Note: Today's A's-Giants game is at 7:00pm PDT and can be seen on Fox Sports Net Bay Area
If you believe in destiny (which Cindi believes is "mass per unit of volume; seriously, I looked it up!"), then you may have to conclude that Travis Buck is destined to play major league baseball in April, 2007. Kielty goes down, Kotsay goes down, Goleski goes down (swinging, every time), and meanwhile Travis Buck just keeps hitting, hitting, hitting--and even finding time to make the occasional circus catch in the outfield.
Yet the smart money remains on Buck to begin the season in the minor leagues, where he can play every day instead of every other week, and where he can face peer competition instead of facing the growing pains of playing above the level where he is "supposed to be". In fact, 99% of the indicators suggest Buck isn't a true contender for an April, 2007 roster spot. The 1% window is Huston Street.
Street was one year removed from college when he came to spring training in 2005, presumably with only the chance to open some eyes before further honing his skills in the minors. But the minors never happened, because Street proved to be just too major-league ready. His stuff was there, he was mentally ready, and he was up to every challenge the A's threw his way in the Cactus League. He left the A's with no reasons to exclude him from the major-league roster, because he was clearly one of the 12 pitchers in camp. And if Buck proves to be clearly one of the best 25 players in camp, or clearly one of the best 4-5 outfielders in camp, or clearly one of the best hitters in camp--well, what are you going to do?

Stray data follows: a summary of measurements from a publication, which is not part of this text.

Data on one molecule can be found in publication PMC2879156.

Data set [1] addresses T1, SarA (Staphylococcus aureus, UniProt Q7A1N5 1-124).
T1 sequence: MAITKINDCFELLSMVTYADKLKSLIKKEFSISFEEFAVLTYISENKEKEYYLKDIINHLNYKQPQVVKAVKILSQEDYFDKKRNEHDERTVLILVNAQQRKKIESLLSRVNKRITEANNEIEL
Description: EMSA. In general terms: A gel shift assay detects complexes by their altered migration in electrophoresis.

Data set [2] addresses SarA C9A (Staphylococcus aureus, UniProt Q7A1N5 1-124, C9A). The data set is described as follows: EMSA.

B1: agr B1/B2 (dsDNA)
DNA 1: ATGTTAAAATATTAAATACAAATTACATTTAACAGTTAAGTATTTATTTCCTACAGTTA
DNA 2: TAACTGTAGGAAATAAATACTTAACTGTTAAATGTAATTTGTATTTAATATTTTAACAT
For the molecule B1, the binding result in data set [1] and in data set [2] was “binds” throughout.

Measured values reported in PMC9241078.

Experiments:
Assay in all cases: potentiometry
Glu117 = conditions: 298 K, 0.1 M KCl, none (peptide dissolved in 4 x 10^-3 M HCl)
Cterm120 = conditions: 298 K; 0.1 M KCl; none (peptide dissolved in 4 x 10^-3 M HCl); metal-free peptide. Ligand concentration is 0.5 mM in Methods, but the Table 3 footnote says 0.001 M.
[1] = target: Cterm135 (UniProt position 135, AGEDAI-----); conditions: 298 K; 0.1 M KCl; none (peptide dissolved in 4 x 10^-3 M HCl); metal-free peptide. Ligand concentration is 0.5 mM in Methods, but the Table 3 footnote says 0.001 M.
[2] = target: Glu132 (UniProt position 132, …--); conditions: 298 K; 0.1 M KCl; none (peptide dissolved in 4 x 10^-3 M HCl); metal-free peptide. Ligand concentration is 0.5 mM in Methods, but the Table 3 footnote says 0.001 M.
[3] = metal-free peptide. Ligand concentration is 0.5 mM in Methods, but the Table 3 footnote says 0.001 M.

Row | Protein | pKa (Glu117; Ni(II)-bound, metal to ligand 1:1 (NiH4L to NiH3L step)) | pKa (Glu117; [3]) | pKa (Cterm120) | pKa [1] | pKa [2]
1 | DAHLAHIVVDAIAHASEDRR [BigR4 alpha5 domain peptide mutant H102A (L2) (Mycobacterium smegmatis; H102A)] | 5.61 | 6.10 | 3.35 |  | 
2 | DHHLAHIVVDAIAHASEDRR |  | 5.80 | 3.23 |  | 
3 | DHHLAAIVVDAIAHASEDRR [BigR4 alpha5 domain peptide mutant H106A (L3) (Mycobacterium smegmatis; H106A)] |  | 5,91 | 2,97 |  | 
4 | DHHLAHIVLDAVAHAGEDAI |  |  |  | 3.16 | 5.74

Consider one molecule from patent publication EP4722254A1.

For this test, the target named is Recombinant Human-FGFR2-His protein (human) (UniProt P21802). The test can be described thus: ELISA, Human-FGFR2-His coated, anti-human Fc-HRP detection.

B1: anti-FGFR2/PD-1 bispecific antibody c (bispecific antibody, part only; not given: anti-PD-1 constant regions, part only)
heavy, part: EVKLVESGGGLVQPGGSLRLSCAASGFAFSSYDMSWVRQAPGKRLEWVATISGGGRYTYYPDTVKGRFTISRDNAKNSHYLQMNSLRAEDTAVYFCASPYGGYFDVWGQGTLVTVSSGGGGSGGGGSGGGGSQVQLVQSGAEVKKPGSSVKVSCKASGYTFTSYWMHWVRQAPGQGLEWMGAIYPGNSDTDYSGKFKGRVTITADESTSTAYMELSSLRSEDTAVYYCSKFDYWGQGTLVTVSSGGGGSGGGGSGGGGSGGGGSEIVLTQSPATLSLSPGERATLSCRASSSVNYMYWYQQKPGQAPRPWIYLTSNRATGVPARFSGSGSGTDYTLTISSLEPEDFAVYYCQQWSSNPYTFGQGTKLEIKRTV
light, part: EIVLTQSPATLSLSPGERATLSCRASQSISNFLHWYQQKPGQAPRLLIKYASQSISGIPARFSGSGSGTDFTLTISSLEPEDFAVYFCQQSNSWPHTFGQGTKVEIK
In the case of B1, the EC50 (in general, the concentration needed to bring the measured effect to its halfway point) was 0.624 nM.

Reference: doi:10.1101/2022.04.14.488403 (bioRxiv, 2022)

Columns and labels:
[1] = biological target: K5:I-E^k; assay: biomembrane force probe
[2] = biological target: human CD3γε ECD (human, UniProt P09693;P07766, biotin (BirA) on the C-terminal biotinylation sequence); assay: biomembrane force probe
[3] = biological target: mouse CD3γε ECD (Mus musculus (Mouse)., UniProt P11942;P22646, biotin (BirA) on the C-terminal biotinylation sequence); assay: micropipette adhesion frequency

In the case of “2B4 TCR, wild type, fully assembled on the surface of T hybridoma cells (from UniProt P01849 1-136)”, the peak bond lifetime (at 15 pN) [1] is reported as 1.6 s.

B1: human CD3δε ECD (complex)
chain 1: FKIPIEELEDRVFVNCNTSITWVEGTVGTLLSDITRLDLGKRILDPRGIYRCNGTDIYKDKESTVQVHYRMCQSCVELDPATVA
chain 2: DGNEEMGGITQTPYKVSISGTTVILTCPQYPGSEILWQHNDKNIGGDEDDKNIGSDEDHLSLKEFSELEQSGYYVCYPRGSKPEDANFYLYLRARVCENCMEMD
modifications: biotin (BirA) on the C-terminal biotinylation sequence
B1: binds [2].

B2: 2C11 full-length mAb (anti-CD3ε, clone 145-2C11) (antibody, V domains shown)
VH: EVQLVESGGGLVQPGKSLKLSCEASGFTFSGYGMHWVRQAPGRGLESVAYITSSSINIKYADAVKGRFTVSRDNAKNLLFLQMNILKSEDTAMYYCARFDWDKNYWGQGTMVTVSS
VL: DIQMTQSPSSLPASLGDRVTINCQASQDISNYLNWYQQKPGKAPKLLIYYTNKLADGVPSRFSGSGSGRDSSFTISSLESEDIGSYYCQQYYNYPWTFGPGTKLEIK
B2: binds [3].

Now there is one key difference between Street and Buck, which may doom Buck's chances. As a 4th or 5th short-to-middle reliever out of the bullpen, Street was still likely to see enough work to stay sharp and continue developing, even if he didn't earn his way into the closer's role. Arguably, a 5th outfielder could more easily get Perezified than Street was likely to get Yabused.
Still, in spring training so far Buck has shown some qualities the A's just can't ignore. If he can hit major league pitching, and if he can stay healthy, he has a leg (and a knee, and a back) up on his outfield peers and he could put some interesting Street-like pressure on the coaching staff at the end of the month. After all, nobody wants to look back one day in 2008 and be forced to say, "Travis, you're a year too late."